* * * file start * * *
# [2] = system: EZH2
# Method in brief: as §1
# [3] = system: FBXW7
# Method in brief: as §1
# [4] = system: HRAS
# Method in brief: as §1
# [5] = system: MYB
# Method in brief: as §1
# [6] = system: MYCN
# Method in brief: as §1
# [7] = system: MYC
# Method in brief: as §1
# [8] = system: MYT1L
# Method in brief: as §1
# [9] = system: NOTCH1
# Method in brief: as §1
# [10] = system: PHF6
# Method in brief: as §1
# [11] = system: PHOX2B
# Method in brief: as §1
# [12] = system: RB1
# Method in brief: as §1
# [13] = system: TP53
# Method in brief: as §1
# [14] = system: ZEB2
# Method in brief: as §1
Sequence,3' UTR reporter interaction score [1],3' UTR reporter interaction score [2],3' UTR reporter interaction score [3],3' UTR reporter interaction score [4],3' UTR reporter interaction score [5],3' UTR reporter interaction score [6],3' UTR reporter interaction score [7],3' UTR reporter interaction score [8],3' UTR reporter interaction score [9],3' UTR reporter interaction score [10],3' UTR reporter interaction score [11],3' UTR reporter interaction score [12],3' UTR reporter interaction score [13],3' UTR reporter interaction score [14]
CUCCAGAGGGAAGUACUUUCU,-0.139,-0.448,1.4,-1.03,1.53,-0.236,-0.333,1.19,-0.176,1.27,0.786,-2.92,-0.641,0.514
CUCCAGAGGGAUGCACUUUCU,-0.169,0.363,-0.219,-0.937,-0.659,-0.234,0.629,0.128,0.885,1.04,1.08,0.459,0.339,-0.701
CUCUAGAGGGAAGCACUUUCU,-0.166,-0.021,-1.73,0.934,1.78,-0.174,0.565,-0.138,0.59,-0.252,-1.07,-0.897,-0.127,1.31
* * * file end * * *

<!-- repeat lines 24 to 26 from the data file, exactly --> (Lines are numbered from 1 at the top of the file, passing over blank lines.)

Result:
# Method in brief: as §1
# [14] = system: ZEB2
# Method in brief: as §1